A helicopter flight over Antarctica
Dutch journalist Gemma Venhuizen embarked on the m/v Ortelius during the Weddell Sea cruise ‘In search of the emperor penguins – including helicopters’. Flying over the Antarctic Peninsula was a dream coming true.
When I was a little girl, I wanted to be a seabird. My parents and I lived near the coast, and I loved to go to the beach and watch the gulls soaring through the sky. Oh, how wonderful would it be to be able to fly! Back home, I tried to mix my own magic potions, including all the ingredients from my parent’s fridge. A little bit of orange juice, combined with some milk, Coca Cola, sandwich spread and yoghurt surely would help me to be able to fly? And indeed, after taking a sip, I jumped off the couch and for a few fantastic seconds (before I landed on the carpet) it felt like I could fly. Before I went to sleep, my mother read me a bed time story: a chapter of Jonathan Livingston Seagull, which was my favourite book. Sometimes I cried myself to sleep, realising I would never ever be able to fly like a bird.
El fin del mundo
Flash forward 25 years. It is the Antarctic Summer of 2016/2017, and I’m standing on the dock of Ushuaia, Argentina. The city is nicknamed ‘el fin del mundo’: the end of the world. In a few hours, the MV Ortelius will leave the shore, towards the Antarctic Peninsula. And I will be on board! What’s more: a Chilean helicopter crew will be on board as well. On this special trip, we will be able to experience the Antarctic not only from the ocean and the land, but also from the sky! Two helicopters will make this special journey even more unforgettable.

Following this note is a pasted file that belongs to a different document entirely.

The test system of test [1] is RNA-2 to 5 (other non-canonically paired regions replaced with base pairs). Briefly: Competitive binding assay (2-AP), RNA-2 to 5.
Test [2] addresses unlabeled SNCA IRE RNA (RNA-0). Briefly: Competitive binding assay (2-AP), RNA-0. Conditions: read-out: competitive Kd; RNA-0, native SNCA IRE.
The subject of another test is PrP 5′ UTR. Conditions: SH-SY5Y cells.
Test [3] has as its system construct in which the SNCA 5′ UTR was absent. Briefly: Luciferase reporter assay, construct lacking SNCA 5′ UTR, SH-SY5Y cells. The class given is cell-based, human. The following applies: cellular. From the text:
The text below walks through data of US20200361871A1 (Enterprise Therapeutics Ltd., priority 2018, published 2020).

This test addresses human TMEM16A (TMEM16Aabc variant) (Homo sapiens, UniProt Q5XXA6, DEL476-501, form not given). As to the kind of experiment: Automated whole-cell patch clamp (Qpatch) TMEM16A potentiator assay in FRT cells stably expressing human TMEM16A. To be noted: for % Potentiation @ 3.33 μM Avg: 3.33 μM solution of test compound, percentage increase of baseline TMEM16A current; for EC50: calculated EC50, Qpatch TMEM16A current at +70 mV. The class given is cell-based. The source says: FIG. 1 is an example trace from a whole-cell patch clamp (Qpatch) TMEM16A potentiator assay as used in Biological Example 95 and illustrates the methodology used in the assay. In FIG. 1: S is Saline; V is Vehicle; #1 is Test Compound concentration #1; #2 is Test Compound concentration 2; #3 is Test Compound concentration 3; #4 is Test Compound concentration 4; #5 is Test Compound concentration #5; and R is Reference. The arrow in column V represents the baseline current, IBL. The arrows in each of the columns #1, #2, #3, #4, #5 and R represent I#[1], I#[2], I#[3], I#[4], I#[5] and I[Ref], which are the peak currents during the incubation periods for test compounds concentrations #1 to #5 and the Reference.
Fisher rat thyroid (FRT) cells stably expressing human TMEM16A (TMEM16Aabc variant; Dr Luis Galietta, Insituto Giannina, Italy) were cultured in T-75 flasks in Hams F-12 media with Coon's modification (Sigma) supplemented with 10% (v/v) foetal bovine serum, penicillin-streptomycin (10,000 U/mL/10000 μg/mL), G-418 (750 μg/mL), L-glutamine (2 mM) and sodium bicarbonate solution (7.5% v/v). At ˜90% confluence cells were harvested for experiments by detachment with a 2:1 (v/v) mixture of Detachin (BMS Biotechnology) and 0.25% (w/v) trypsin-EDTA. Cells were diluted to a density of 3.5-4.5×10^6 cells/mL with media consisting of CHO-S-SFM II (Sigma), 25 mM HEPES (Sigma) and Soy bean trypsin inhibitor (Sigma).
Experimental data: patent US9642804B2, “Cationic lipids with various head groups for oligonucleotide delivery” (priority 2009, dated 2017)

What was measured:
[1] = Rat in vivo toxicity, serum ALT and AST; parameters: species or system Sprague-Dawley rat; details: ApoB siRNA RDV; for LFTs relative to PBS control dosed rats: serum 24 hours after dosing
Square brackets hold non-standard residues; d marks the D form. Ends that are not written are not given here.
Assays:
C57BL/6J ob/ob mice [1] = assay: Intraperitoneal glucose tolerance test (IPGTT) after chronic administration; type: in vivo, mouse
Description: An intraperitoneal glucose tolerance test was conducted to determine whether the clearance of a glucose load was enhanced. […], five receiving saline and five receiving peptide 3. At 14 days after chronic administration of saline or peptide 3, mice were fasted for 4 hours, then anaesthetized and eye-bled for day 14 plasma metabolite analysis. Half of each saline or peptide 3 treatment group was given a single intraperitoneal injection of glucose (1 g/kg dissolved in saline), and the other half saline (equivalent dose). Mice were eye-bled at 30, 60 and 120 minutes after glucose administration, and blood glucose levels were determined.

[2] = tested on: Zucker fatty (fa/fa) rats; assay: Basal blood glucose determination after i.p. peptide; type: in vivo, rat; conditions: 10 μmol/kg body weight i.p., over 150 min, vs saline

The helicopters are not on board yet, however – we will pick them (and their pilots) up in Puerto Williams, Chile. While we leave the Ushuaian port towards the real ‘fin del mundo’, through the Beagle Channel, a few southern giant petrels soar around the Ortelius to bid us their farewells.
It turns out to be quite windy in Puerto Williams. We have to wait a few hours before the storm subdues, and the helicopters can fly toward the ship. To see them approach is awe-inspiring. The noise is breathtaking, I cover my hands with my ears, and it is quite chilly on deck. But I don’t want to miss a single second – I feel I’m in some kind of superhero movie when I see the pilots climbing out of their cockpits. We await them with applause.
Because it is still quite windy, we have to spend the night at anchor – crossing the Drake Passage is already heavy enough in quiet weather, let alone in stormy weather. Our Argentinian expedition leader asks us to come to the lecture room to have our first helicopter briefing. ‘We would like to approach the emperor penguin colony by helicopter as close as possible without disturbing them’, he tells us. ‘From there on, we will try to land on ice and approach them by foot. But it’s unclear yet if we will succeed – that depends on the weathers, the ice conditions and the exact location of the colony. We’ll do our utmost, but every expedition is different.’
Emperors of the ocean